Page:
"Shock" is another giallo that teeters on the precipice of the supernatural and just barely keeps itself from tipping into your typical ghost story. It's also the source of the incredible scene in which a young boy running towards his mother transforms into a grown man. Mario Bava's 1977 film stars Daria Nicolodi as Dora, who was recently released from a mental institution following the mysterious death of her abusive first husband. She moves back into her home with her ex, along with her son Marco and new husband Bruno. But something is different; Dora feels as if the house is haunted and her son is possessed by the spirit of her dead husband.

This isn't just a film about ghosts, though. "Shock" deals with trauma and the tumultuous experience of trying to heal from those mental wounds. Dora has suffered years of abuse at the hands of her ex, and is still trying to process the violence and how it has affected both herself and her son. Bava uses the meticulously designed space of Dora's home to create a cerebral slow burn that places the viewer at the center of the madness.

12. What Have You Done to Solange?

Right off the bat, I should let you know that the titular Solange is not brought into the plot of the film until about 45 minutes in. For the giallo lovers, that fact isn't surprising, as the genre is known for its strange pacing and twisted narrative paths that don't always quite make sense. And yet, that's why we love these films. It's all about the bizarre journey rather than the destination.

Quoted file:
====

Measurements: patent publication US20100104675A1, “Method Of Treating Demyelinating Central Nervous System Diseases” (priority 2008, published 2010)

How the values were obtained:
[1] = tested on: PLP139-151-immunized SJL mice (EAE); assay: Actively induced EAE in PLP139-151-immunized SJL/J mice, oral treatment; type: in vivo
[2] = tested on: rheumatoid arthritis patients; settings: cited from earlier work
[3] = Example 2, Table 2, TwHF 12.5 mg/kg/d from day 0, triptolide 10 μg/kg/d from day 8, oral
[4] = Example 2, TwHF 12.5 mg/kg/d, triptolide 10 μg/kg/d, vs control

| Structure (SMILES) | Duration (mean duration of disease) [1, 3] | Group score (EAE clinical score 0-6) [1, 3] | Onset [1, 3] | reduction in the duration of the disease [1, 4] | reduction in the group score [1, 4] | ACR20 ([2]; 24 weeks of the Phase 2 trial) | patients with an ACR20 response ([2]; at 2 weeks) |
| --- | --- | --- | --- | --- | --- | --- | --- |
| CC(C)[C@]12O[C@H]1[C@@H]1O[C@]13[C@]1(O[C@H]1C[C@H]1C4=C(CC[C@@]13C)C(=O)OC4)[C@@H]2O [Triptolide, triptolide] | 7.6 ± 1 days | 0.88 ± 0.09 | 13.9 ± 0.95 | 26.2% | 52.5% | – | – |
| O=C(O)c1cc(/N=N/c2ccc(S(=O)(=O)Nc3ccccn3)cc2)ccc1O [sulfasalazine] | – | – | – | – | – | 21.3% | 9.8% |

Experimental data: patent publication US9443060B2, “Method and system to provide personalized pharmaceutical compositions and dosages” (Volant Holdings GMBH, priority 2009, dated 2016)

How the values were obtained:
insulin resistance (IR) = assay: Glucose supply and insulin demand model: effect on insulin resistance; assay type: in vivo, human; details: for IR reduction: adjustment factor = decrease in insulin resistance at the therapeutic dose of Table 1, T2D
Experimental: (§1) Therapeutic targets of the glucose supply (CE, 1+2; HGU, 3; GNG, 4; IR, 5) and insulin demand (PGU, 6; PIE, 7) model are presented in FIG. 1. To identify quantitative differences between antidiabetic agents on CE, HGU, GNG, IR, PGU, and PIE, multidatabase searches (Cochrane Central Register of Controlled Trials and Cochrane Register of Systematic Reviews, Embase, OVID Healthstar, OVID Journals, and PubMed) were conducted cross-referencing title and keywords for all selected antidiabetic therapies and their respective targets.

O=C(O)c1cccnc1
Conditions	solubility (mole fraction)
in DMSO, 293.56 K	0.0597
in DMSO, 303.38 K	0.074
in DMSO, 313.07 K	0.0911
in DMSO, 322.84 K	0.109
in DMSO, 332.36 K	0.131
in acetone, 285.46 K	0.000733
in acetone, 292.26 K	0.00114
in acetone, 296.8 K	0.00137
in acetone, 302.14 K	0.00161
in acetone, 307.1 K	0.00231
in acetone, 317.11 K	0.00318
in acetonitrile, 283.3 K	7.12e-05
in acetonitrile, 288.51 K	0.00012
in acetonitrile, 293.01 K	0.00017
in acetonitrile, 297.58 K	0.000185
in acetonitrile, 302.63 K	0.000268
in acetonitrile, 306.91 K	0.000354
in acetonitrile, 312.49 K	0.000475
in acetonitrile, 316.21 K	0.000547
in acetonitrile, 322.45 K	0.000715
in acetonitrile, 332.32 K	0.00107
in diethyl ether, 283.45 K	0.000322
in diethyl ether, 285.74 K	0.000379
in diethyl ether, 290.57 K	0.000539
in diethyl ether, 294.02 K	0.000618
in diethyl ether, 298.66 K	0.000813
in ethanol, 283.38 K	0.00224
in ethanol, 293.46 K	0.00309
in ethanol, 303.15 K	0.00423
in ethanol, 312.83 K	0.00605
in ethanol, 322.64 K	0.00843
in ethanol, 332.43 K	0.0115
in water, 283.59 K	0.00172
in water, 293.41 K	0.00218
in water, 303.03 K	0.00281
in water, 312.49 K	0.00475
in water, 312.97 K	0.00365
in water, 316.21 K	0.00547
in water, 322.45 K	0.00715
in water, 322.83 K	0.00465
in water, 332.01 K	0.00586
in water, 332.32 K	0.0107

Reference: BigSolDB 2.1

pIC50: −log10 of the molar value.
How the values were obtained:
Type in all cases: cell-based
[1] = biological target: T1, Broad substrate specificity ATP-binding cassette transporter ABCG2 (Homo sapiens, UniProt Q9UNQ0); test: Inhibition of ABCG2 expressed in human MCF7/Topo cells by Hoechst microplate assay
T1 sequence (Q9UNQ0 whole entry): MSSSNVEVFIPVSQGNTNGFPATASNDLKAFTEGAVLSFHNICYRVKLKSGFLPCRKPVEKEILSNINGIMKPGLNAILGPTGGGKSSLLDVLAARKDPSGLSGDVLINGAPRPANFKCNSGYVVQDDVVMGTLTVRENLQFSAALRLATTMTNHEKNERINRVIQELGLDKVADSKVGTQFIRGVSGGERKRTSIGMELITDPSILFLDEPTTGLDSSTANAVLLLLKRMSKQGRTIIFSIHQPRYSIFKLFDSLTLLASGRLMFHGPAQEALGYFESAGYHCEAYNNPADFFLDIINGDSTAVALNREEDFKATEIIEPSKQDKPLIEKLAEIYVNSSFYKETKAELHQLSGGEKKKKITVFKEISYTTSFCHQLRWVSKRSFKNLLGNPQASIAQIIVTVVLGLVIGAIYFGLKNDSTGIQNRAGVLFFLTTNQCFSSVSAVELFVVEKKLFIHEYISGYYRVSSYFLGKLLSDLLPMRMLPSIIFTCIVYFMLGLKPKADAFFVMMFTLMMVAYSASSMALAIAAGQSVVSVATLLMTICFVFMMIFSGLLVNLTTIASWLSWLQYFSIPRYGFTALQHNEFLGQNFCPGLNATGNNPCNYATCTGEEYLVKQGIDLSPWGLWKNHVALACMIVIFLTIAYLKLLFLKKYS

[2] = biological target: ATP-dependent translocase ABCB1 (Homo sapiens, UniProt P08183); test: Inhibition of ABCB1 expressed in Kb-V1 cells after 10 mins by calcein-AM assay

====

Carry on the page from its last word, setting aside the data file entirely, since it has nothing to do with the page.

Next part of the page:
Massimo Dallamano's 1972 film "What Have You Done to Solange?" is a tragic tale about sex, friendships, and, ultimately, abortion. The victims of this film are young female students, some of whom have had a secret affair with their male professor. He is, unsurprisingly, both an absolute jerk and also the prime suspect. But that's too obvious of a choice for the killer, and he instead begins to investigate the truth behind the crimes.

These women are killed by objects forcibly shoved inside of their vaginas, creating rather graphic and perverse crime scenes. "What Have You Done to Solange?" earns its place on this list due to its rather progressive subject matter and sexually graphic murders, as well as its harrowing conclusion.

11. A Lizard in a Woman's Skin

Gore master Lucio Fulci makes his first appearance on this list with his 1971 giallo "A Lizard in a Woman's Skin." Known for films such as "Zombi 2" and "The Beyond," Fulci dipped his toes into giallo with a hallucinogenic nightmare about repressed sexuality and respectability politics.